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Who, separate, ignored each others' arts.
Say, is it nothing that I know them all ?
The wild flower was the larger ; I have dashed
Rose-blood upon its petals, pricked its cup's
Honey with wine, and driven its seed to fruit,
And show a better flower if not so large :
I stand myself. Refer this to the gods
Whose gift alone it is! which, shall I dare
(All pride apart) upon the absurd pretext
That such a gift by chance lay in my hand,
Discourse of lightly or depreciate ?
It ght have fallen to another's hand : what then?
I pass too surely: let at least truth stay!

And next, of what thou followest on to ask. This being with me, as I declare, O king, My works in all these varicoloured kinds, So done by me, accepted so by menThou' askest, if (my soul thus in men's hearts) I must not be accounted to attain The very crown and proper end of life? Inquiring thence how, now life closeth up, I face death with success in my right hand : Whether I fear death less than dost thyself The fortunate of men? “For" (writest thou) “ Thou leavest much behind, while I leave nought. “Thy life stays in the poems men shall sing, “ The pictures men shall study; while my life, “ Complete and whole now in its power and joy, “ Dies altogether with my brain and arm, “ Is lost indeed; since, what survives myself? " The brazen statue to o’erlook my grave,

“ Set on the promontory which I named. “ And that—some supple courtier of my

heir “ Shall use its robed and sceptred arm, perhaps “ To fix the rope to, which best drags it down.

I go then : triumph thou, who dost not go !”

Nay, thou art worthy of hearing my whole mind. Is this apparent, when thou turn'st to muse Upon the scheme of earth and man in chief, That admiration grows as knowledge grows ? That imperfection means perfection hid, Reserved in part, to grace the after-time? If, in the morning of philosophy, Ere aught had been recorded, nay perceived, Thou, with the light now in thee, couldst have looked On all earth's tenantry, from worm to bird, Ere man, her last, appeared upon the stageThou wouldst have seen them perfect, and deduced The perfectness of others yet unseen. Conceding which,—had Zeus then questioned thee “ Shall I go on a step, improve on this, " Do more for visible creatures than is done ?" Thou wouldst have answered, " Ay, by making each “ Grow conscious in himself—by that alone. “ All's perfect else : the shell sucks fast the rock, “ The fish strikes through the sea, the snake both swims “ And slides, forth range the beasts, the birds take flight, 66 Till life's mechanics can no further go“ And all this joy in natural life, is put, “ Like fire from off thy finger into each, “ So exquisitely perfect is the same. “ But 't is pure fire, and they mere matter are:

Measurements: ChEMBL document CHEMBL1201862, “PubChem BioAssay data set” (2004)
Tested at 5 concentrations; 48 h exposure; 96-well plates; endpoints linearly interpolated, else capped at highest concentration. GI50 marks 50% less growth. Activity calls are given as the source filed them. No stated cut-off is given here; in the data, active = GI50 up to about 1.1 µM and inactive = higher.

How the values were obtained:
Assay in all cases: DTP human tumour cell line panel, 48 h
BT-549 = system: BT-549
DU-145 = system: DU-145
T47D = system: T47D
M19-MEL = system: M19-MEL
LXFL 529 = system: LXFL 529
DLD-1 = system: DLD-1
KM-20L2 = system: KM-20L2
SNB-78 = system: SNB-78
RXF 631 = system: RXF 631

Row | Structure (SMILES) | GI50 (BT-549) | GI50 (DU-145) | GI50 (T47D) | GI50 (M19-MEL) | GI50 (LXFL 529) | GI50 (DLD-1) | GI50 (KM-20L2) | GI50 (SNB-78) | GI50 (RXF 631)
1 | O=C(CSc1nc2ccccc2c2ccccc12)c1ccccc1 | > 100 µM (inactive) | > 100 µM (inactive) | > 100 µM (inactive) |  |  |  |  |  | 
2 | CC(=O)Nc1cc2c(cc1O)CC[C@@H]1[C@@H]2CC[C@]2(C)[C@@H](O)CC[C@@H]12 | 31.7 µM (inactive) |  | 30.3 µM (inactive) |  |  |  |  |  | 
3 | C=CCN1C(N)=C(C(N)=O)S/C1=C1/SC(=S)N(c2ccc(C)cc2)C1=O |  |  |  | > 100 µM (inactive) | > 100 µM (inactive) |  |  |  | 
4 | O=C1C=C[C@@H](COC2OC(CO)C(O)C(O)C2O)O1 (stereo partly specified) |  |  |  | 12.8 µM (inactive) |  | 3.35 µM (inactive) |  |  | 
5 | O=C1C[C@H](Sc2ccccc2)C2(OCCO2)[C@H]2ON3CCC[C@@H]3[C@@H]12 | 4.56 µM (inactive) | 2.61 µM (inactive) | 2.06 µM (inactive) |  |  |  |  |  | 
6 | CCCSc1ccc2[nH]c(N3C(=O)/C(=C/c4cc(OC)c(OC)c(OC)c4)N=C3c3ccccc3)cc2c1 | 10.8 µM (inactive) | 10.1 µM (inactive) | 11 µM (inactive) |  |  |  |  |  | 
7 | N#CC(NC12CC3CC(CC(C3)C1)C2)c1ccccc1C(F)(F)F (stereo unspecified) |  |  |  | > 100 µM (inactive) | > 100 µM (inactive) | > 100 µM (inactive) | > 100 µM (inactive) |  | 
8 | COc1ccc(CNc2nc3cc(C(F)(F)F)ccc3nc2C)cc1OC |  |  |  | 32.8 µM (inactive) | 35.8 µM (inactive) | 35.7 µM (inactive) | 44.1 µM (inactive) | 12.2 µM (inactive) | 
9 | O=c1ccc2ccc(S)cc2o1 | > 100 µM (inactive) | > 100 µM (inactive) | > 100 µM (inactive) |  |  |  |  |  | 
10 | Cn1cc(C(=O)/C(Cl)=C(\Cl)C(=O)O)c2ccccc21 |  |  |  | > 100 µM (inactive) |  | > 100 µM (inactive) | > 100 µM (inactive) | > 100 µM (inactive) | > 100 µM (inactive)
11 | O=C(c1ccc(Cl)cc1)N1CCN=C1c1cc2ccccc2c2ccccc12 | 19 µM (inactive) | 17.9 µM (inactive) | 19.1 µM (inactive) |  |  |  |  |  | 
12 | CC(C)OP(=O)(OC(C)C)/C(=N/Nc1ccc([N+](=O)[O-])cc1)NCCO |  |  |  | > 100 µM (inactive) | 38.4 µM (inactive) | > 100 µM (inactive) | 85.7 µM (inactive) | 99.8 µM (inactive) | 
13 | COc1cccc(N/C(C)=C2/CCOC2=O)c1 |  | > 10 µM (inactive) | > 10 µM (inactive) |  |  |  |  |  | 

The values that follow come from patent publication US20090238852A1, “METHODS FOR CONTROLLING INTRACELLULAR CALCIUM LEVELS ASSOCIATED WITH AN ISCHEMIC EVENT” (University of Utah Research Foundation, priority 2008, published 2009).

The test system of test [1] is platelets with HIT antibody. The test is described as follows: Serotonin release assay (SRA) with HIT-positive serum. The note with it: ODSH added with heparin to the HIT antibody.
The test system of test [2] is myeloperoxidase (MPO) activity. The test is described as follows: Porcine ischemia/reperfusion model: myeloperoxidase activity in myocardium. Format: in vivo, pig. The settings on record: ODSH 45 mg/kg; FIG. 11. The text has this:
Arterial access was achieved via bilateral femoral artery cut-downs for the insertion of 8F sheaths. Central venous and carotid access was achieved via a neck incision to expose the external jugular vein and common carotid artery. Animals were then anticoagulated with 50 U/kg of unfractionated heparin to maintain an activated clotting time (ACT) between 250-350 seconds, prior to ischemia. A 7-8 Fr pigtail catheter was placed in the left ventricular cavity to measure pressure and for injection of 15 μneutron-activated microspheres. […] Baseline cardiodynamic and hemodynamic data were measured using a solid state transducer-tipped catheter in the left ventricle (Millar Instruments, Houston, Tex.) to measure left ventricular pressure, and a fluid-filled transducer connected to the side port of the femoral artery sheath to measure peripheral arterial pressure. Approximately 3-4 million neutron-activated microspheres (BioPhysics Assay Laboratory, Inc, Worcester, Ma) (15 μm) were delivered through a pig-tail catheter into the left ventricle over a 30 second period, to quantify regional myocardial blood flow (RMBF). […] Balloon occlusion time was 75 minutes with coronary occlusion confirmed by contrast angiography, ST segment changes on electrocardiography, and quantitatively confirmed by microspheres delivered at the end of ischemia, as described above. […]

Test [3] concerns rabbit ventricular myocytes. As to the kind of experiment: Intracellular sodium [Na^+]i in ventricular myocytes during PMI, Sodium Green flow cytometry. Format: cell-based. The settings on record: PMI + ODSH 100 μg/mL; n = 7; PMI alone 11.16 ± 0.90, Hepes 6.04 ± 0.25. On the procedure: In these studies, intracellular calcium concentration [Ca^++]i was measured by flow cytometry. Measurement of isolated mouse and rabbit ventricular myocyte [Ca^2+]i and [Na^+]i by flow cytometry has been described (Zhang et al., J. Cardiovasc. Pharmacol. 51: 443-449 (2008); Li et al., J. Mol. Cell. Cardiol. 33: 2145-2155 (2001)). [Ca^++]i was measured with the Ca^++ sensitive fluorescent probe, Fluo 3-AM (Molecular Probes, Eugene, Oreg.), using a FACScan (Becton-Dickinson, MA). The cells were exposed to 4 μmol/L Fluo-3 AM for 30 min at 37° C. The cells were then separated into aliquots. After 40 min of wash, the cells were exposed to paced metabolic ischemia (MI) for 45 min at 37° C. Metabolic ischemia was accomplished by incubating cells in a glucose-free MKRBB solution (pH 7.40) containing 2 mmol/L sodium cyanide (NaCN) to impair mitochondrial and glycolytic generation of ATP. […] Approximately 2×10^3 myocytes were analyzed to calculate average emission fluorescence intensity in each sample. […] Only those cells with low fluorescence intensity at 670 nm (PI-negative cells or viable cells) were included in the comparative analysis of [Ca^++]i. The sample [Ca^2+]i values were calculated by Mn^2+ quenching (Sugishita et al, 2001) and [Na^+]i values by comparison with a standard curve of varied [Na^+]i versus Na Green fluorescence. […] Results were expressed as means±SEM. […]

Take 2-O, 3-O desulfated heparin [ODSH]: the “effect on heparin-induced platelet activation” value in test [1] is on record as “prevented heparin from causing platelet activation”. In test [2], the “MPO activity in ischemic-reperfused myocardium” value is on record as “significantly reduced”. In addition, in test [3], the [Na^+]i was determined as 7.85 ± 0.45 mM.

“ It has them, not they it; and so I choose “For man, thy last premeditated work " (If I might add a glory to the scheme) “That a third thing should stand apart from both, “A quality arise within his soul, “ Which, intro-active, made to supervise “ And feel the force it has, may view itself, And so be happy.” Man might live at first The animal life : but is there nothing more? In due time, let him critically learn How he lives; and, the more he gets to know Of his own life's adaptabilities, The more joy-giving will his life become. Thus man, who hath this quality, is best.

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But thou, king, hadst more reasonably said : “ Let progress end at once,-man make no step